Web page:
June 15, 2014

Buri Teriyaki and Buri Kama Shio-Yaki (Salt Grilled Yellowtail Collar)/ぶりの照り焼きとぶりのかまの塩焼き

When I went shopping yesterday, I hoped I could get some aji (horse mackerel) cheap so I could try out my ajikiri. Instead, I got some nice buri slices cheap. I bought two packs (six slices in total).
I also bought one buri kama (collar).
Note that both buri slices and collar were from Sanriki, heavily damaged by the 2011 Tohoku earthquake and tsunami.

The buri kama was about 220 g in weight, so I sprinkled 1 tsp (4 g) or 2% salt and rubbed well. I let it sit for more than 10 minutes.
ぶりかまは重さが約220 gだったので、塩を小さじ1杯(4 g)、つまり2%、振り、よくもみました。10分以上、置いておきました。
I wiped off the salt and blood with paper towel, and grilled it in the toaster oven for 10 minutes in total.

Before grilling
5 minutes passed.
Then, I closed the aluminum foil to prevent the skin from burning.
Another five minutes passed. Almost done.
I later reheated it just before eating.

I made buri teriyaki with the slices. I place the slices in the frying pan, with the skin side down. I turned on the gas, set it to low, and covered the pan with the lid.
I used this junmai(!) hon(!) mirin, which I have mentioned before.
I combined 45 ml each of hon mirin and soy sauce, plus 1 tsp sugar for additional sweetness.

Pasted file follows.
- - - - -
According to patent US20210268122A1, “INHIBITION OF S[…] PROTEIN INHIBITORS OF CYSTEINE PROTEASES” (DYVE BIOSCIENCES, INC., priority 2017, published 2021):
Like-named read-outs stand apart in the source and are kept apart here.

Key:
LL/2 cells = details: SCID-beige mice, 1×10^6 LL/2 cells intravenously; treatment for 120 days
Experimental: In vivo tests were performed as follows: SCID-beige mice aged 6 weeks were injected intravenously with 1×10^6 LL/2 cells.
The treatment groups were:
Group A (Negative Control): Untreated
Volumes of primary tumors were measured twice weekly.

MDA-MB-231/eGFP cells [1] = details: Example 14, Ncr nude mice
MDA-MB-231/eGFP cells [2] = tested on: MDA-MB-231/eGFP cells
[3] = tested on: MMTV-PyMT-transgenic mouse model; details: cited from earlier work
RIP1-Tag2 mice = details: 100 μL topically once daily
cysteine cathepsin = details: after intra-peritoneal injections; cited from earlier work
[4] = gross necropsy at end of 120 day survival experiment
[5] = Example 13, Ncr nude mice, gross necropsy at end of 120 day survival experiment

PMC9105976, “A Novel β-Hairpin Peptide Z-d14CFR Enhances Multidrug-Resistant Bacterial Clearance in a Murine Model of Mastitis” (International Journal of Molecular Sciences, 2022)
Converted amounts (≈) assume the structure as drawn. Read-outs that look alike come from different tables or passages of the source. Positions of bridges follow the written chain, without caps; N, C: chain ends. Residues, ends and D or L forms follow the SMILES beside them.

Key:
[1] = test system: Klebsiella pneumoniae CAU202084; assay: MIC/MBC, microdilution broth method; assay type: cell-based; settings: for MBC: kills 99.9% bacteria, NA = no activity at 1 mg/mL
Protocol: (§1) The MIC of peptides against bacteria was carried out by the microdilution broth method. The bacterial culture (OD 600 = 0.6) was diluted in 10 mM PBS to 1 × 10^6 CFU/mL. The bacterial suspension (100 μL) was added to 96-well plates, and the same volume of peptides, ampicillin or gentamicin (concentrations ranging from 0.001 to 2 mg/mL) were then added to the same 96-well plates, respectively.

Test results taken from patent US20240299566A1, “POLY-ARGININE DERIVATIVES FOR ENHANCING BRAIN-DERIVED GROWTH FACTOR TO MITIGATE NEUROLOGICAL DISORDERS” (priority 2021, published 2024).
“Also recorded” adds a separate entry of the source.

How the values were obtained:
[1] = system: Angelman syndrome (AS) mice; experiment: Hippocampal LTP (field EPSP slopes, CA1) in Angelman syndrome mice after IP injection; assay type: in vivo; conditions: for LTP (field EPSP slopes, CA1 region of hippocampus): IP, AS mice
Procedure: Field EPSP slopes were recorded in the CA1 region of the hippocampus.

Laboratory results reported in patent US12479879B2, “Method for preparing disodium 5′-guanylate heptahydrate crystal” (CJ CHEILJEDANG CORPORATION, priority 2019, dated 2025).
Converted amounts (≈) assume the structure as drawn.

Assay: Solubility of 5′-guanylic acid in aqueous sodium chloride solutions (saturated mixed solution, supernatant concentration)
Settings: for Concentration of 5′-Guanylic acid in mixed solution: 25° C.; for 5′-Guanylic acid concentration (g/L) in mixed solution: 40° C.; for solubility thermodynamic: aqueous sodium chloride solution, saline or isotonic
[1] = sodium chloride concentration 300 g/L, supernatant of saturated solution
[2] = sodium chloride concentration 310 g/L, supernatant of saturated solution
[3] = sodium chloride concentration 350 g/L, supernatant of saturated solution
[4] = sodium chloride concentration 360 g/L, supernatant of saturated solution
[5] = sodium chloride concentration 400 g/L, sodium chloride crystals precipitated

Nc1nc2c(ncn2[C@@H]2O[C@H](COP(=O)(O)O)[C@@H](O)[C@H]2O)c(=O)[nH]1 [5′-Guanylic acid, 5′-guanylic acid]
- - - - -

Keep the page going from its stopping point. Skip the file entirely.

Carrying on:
本みりんと醤油を45 mlづつ合わせ、甘みを少し足すため砂糖を小さじ1杯入れました。

2-3 minutes later, I lifted the lid, turned the slices over gently, using a plastic spatula, so as not to disintegrate them,

and added the mirin and soy sauce mixture. Simmered for about 2 min. until done.
There are other buri teriyaki recipes out there, some of which are very complicated (salting the slices before pan-frying, dusting with flour before pan-frying, pan-frying with oil, etc.) I prefer a simple recipe like the one I described above.

Note that in Japanese cuisine, teriyaki is frying or grilling with a sauce (tare) of soy sauce and mirin and/or sugar (and sake). Usually, the sauce does not contain spicy or pungent ingredients like garlic.


Fräulein Trude said...

198 Yen for 3 slices? I never had any buri. The meat looks very good - reminds on tuna or swordfish.

Hiroyuki said...

Kiki: Yes, and the supermarket usually sells them for 298 yen per 3 slices, so that's 100 yen lower than the usual price.

The flesh is really good, and fresh (not fresh enough to eat raw, though). Buri has its own flavor and texture. It's tougher than tuna when raw, but turns tender when cooked. Tuna is just the opposite: Tender when raw, and tough when cooked.